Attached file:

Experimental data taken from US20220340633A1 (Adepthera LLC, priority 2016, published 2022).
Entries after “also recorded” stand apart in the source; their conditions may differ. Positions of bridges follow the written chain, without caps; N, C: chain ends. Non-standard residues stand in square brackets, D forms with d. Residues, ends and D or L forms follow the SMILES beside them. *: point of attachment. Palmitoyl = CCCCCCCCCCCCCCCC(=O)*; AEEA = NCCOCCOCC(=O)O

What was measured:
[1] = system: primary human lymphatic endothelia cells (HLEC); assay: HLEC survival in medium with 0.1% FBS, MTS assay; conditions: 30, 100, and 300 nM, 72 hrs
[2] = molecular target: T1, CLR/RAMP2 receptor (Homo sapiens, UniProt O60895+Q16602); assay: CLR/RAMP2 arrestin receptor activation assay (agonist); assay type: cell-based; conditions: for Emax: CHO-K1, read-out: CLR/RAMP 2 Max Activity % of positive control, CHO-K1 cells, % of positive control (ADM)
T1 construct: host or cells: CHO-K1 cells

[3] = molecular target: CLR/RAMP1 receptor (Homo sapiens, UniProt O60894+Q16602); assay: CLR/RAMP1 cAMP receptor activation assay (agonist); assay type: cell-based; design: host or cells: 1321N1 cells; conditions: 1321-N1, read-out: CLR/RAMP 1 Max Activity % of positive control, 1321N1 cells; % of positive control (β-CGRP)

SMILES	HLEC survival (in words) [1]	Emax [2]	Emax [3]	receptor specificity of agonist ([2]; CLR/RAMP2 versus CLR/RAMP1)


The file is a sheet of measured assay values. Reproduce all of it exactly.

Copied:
Experimental data taken from US20220340633A1 (Adepthera LLC, priority 2016, published 2022).
Entries after “also recorded” stand apart in the source; their conditions may differ. Positions of bridges follow the written chain, without caps; N, C: chain ends. Non-standard residues stand in square brackets, D forms with d. Residues, ends and D or L forms follow the SMILES beside them. *: point of attachment. Palmitoyl = CCCCCCCCCCCCCCCC(=O)*; AEEA = NCCOCCOCC(=O)O

What was measured:
[1] = system: primary human lymphatic endothelia cells (HLEC); assay: HLEC survival in medium with 0.1% FBS, MTS assay; conditions: 30, 100, and 300 nM, 72 hrs
[2] = molecular target: T1, CLR/RAMP2 receptor (Homo sapiens, UniProt O60895+Q16602); assay: CLR/RAMP2 arrestin receptor activation assay (agonist); assay type: cell-based; conditions: for Emax: CHO-K1, read-out: CLR/RAMP 2 Max Activity % of positive control, CHO-K1 cells, % of positive control (ADM)
T1 construct: host or cells: CHO-K1 cells

[3] = molecular target: CLR/RAMP1 receptor (Homo sapiens, UniProt O60894+Q16602); assay: CLR/RAMP1 cAMP receptor activation assay (agonist); assay type: cell-based; design: host or cells: 1321N1 cells; conditions: 1321-N1, read-out: CLR/RAMP 1 Max Activity % of positive control, 1321N1 cells; % of positive control (β-CGRP)

SMILES	HLEC survival (in words) [1]	Emax [2]	Emax [3]	receptor specificity of agonist ([2]; CLR/RAMP2 versus CLR/RAMP1)